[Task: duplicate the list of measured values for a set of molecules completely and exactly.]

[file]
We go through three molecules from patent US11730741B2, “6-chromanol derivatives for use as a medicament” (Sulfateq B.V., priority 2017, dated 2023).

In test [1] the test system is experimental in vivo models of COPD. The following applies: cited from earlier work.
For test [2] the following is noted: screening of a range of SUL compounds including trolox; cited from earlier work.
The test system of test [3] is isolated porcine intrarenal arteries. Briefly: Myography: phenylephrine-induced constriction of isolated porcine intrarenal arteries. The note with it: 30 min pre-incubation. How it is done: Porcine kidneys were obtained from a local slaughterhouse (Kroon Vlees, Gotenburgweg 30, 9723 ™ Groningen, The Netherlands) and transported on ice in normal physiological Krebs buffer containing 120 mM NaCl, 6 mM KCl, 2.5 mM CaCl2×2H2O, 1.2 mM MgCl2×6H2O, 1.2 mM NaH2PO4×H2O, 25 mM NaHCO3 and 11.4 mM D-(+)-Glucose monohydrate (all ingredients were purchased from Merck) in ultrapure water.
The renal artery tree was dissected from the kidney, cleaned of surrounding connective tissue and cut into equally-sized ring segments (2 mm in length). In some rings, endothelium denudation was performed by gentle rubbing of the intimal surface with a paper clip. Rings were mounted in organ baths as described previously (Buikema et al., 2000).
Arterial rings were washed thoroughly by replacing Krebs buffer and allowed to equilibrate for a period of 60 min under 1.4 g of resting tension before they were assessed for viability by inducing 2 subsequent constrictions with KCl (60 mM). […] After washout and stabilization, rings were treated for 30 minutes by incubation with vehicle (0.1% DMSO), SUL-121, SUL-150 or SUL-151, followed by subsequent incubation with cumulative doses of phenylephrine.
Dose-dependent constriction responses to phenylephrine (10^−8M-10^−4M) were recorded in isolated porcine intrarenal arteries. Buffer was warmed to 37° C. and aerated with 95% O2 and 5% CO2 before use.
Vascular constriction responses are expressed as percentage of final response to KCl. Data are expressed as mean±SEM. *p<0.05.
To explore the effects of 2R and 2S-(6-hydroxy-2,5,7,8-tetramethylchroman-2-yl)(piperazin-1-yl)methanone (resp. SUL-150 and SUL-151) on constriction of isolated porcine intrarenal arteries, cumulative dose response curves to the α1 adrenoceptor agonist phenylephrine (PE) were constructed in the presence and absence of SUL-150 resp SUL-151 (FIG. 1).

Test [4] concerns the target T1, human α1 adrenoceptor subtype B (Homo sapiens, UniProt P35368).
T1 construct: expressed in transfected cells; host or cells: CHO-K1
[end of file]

We go through three molecules from patent US11730741B2, “6-chromanol derivatives for use as a medicament” (Sulfateq B.V., priority 2017, dated 2023).

In test [1] the test system is experimental in vivo models of COPD. The following applies: cited from earlier work.
For test [2] the following is noted: screening of a range of SUL compounds including trolox; cited from earlier work.
The test system of test [3] is isolated porcine intrarenal arteries. Briefly: Myography: phenylephrine-induced constriction of isolated porcine intrarenal arteries. The note with it: 30 min pre-incubation. How it is done: Porcine kidneys were obtained from a local slaughterhouse (Kroon Vlees, Gotenburgweg 30, 9723 ™ Groningen, The Netherlands) and transported on ice in normal physiological Krebs buffer containing 120 mM NaCl, 6 mM KCl, 2.5 mM CaCl2×2H2O, 1.2 mM MgCl2×6H2O, 1.2 mM NaH2PO4×H2O, 25 mM NaHCO3 and 11.4 mM D-(+)-Glucose monohydrate (all ingredients were purchased from Merck) in ultrapure water.
The renal artery tree was dissected from the kidney, cleaned of surrounding connective tissue and cut into equally-sized ring segments (2 mm in length). In some rings, endothelium denudation was performed by gentle rubbing of the intimal surface with a paper clip. Rings were mounted in organ baths as described previously (Buikema et al., 2000).
Arterial rings were washed thoroughly by replacing Krebs buffer and allowed to equilibrate for a period of 60 min under 1.4 g of resting tension before they were assessed for viability by inducing 2 subsequent constrictions with KCl (60 mM). […] After washout and stabilization, rings were treated for 30 minutes by incubation with vehicle (0.1% DMSO), SUL-121, SUL-150 or SUL-151, followed by subsequent incubation with cumulative doses of phenylephrine.
Dose-dependent constriction responses to phenylephrine (10^−8M-10^−4M) were recorded in isolated porcine intrarenal arteries. Buffer was warmed to 37° C. and aerated with 95% O2 and 5% CO2 before use.
Vascular constriction responses are expressed as percentage of final response to KCl. Data are expressed as mean±SEM. *p<0.05.
To explore the effects of 2R and 2S-(6-hydroxy-2,5,7,8-tetramethylchroman-2-yl)(piperazin-1-yl)methanone (resp. SUL-150 and SUL-151) on constriction of isolated porcine intrarenal arteries, cumulative dose response curves to the α1 adrenoceptor agonist phenylephrine (PE) were constructed in the presence and absence of SUL-150 resp SUL-151 (FIG. 1).

Test [4] concerns the target T1, human α1 adrenoceptor subtype B (Homo sapiens, UniProt P35368).
T1 construct: expressed in transfected cells; host or cells: CHO-K1